The Junk Drawer Project: Field Photography and the Construction of Assemblage
Journal: Journal of Contemporary Archaeology
Subject Areas: Archaeology
In “The Junk Drawer Project”, I rely on assemblage photographs I created at a Caribbean archaeological site and in contemporary American homes, to interrogate how aesthetic mediation enters archaeological interpretations through such methodological practices as field photography, and how the visual media produced for field analyses themselves become sites upon which the archaeological imagination is constituted. By presenting the outcome of the Junk Drawer Project as a photo essay, I aim to offer a critical engagement with artifact photography based in the deliberate and attentive application to contemporary contexts of methodological practices developed for the study of the eighteenth and nineteenth century, in order to reveal the tensions between the sensorial properties of artifacts, the specific bearings of my technical training as an archaeologist, and the field of possible interpretations afforded by evidentiary regimes within which my work typically unfolds. Through the application of this methodology to my own scholarship and in-field practice, I also explore how archaeology’s unique contribution to our understanding of human experience in the context of transdisciplinary scholarship might contribute to a critical engagement with the “creative turn” in the humanities and social sciences. I argue that the practice of assemblage photography throws into relief how the tensions between archaeological scholarship, fieldwork and representation shape not only the constitution of “assemblages” into meaningfully discrete bundles of evidence, but also the very recording process through which traces of the past are made visible, and through which archaeologists are made visible to each-other and themselves as practitioners.
Author: Genevieve Godbout
Benjamin, W. 2013 . Illuminations. Translated by H. Zohn. New York: Schocken Books.
Buchli, V. and G. Lucas. 2001. Archaeologies of the Contemporary Past. London and New York: Routledge.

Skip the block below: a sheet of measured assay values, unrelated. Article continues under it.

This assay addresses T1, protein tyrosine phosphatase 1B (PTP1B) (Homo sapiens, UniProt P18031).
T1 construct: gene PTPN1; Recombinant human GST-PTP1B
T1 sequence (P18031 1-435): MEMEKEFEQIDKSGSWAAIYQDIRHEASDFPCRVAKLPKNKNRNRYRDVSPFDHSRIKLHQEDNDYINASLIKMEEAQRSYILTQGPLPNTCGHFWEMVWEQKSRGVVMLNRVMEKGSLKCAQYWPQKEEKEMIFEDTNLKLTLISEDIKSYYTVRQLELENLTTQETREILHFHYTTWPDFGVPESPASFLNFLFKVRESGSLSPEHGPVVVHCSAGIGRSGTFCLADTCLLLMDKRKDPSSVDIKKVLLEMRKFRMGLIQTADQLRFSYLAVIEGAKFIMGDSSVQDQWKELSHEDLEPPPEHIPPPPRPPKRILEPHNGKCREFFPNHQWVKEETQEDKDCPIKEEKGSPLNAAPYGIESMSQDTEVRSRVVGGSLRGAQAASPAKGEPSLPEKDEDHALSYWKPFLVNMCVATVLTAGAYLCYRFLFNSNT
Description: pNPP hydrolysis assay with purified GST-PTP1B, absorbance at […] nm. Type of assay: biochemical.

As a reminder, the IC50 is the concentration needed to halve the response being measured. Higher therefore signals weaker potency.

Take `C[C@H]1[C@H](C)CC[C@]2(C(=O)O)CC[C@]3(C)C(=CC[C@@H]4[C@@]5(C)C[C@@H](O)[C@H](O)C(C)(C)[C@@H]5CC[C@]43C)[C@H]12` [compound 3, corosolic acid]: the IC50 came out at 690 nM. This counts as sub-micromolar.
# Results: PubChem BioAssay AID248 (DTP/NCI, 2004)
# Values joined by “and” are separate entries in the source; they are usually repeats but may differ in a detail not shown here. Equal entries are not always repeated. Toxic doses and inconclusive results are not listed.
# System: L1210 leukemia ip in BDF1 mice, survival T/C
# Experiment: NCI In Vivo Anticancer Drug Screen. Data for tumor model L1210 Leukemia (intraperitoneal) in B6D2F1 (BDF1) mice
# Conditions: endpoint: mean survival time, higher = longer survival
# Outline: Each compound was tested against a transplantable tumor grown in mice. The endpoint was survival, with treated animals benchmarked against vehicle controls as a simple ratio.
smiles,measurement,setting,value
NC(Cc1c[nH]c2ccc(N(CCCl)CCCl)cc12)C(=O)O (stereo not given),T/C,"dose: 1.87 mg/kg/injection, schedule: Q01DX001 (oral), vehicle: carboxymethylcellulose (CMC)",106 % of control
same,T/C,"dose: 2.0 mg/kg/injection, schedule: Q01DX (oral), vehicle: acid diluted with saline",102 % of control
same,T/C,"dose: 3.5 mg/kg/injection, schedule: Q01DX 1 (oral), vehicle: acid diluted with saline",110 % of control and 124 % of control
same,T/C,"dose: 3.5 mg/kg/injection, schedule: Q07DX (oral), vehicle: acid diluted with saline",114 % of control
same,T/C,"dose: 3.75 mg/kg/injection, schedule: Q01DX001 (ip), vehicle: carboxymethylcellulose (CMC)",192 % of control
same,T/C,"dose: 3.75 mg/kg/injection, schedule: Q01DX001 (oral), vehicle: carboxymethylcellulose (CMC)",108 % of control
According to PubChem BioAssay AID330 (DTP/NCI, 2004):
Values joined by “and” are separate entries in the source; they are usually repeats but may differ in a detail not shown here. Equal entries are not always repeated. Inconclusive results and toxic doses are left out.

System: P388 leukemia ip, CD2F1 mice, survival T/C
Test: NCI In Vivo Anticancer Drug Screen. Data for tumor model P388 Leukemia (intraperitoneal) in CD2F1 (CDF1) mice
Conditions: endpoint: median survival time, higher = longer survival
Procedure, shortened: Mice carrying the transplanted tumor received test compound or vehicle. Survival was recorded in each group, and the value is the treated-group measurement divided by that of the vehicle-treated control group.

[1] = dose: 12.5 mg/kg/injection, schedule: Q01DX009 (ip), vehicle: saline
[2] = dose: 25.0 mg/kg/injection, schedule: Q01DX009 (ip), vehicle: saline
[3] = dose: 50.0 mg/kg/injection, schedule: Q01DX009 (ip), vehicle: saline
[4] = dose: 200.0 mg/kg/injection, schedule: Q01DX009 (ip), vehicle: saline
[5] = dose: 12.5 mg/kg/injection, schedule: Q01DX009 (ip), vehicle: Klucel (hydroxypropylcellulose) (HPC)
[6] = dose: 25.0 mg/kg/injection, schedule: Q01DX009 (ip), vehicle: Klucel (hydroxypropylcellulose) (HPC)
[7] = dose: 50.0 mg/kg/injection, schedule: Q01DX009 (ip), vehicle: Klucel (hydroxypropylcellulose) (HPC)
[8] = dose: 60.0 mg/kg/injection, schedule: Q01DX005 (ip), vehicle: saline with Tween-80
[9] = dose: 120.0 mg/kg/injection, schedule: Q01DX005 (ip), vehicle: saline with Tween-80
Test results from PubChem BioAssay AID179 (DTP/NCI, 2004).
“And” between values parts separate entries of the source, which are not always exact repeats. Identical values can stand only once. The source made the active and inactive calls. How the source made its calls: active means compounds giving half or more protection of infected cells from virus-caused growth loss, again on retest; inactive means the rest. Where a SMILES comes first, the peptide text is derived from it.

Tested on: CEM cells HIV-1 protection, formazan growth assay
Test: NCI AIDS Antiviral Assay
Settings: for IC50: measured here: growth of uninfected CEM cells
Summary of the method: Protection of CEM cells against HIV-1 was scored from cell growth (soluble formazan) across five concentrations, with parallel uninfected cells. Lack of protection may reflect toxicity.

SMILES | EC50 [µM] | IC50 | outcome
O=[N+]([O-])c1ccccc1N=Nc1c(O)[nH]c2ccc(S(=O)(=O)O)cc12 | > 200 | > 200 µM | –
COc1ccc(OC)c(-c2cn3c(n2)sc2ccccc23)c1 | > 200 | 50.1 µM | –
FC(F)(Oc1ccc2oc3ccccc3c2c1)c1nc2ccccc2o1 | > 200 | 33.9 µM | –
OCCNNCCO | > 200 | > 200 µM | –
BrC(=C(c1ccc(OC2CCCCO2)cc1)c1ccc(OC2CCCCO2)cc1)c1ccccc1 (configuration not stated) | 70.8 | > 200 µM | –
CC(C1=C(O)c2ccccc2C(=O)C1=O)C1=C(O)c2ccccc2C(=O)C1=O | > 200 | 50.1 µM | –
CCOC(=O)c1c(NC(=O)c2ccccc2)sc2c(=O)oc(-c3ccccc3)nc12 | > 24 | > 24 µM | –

DeSilvey, C. 2006. “Observed Decay: Telling Stories with Mutable Things.” Journal of Material Culture 11 (3): 318–338. https://doi.org/10.1177/1359183506068808
Edgeworth, M. 2011. “Excavation as a Ground for Archaeological Knowledge.” Archaeological Dialogues 18 (1): 44–46. https://doi.org/10.1017/S1380203811000109
____. 2013. “The Clearing: Archaeology’s Way of Opening the World.” In Reclaiming Archaeology: Beyond the Tropes of Modernity, edited by A. González-Ruibal, 33–43. London and New York: Routledge. https://doi.org/10.4324/9780203068632.ch2
Gell, A. 1992. “The Technology of Enchantment and the Enchantment of Technology.” In Anthropology, Art and Aesthetics, edited by J. Coote and A. Shelton, 40–63. Oxford: Clarendon Press.
____. 1998. Art and Agency: An Anthropological Theory. Oxford: Clarendon Press.
Gosden, C. 2001. “Making Sense: Archaeology and Aesthetics.” World Archaeology 33 (2): 163–167. https://doi.org/10.1080/00438240120079226
Guha, S. 2013. “Photographs and Archaeological Knowledge.” Ancient Asia 4 (4): 1–14.
Harrison, R. 2011. “Surface Assemblages: Towards an Archaeology In and Of the Present.” Archaeological Dialogues 18 (2): 141–161. https://doi.org/10.1017/S1380203811000195
Hester, T. R., H. J. Shafer and K. L. Feder. 2008. Field Methods in Archaeology (7th edition). London and New York: Routledge.
Heidegger, M. 1971. Poetry, Language, Thought. Translated by A. Hofstadter. New York: Harper & Row.
Ingold, T. 2007. “Materials against Materiality.” Archaeological Dialogues 14 (1): 1–16. https://doi.org/10.1017/S1380203807002127
Kautz, S. 2016. “Broken Tulips at the Pier: The Archaeology of Whitehall Slip.” MCNY Blog: New York Stories. Available online: https://blog.mcny.org/2016/04/30/broken-tulips-at-the-pier-the-archaeology-of-whitehall-slip/
Lucas, G. 2002. Critical Approaches to Fieldwork: Contemporary and Historical Archaeological Practice. London and New York: Routledge.
Marsh, J. 2009. “Fieldwork. A Conversation with Mark Dion.” American Art 23 (2): 32-53. https://doi.org/10.1086/605713
Morgan, C. L. 2016. “Analog to Digital: Transitions in Theory and Practice in Archaeological Photography at Çatalhöyük.” Internet Archaeology 42. Available online: https://doi.org/10.11141/ia.42.7
Pearson, M. and M. Shanks. 2001. Theater/Archaeology. London and New York: Routledge.
Rivera, L. 2015. “Photographing Fragments of New York City’s Past.” MCNY Blog: New York Stories. Available online: https://blog.mcny.org/2015/02/17/photographing-fragments-of-new-york-citys-past/
____. and C. Svabo. 2013. “Archaeology and Photography.” In Reclaiming Archaeology: Beyond the Tropes of Modernity, edited by A. González-Ruibal, 89–102. London and New York: Routledge. https://doi.org/10.4324/9780203068632.ch7
Simmons, H. C. 1969. Archaeological Photography. New York: New York University Press.
Stewart, R. M. 2002. Archaeology: Basic Field Methods. Dubuque, IA: Kendall Hunt.
Wickstead, H. 2013. “Between the Lines: Drawing Archaeology.” In The Oxford Handbook of the Archaeology of the Contemporary World, edited by P. Graves-Brown, R. Harrison and A. Piccini, 549–564. Oxford: Oxford University Press. https://doi.org/10.1093/oxfordhb/9780199602001.013.012
Witmore, C. 2014. “Archaeology and the New Materialisms.” Journal of Contemporary Archaeology 1 (2): 1–22. https://doi.org/10.1558/jca.v1i2.16661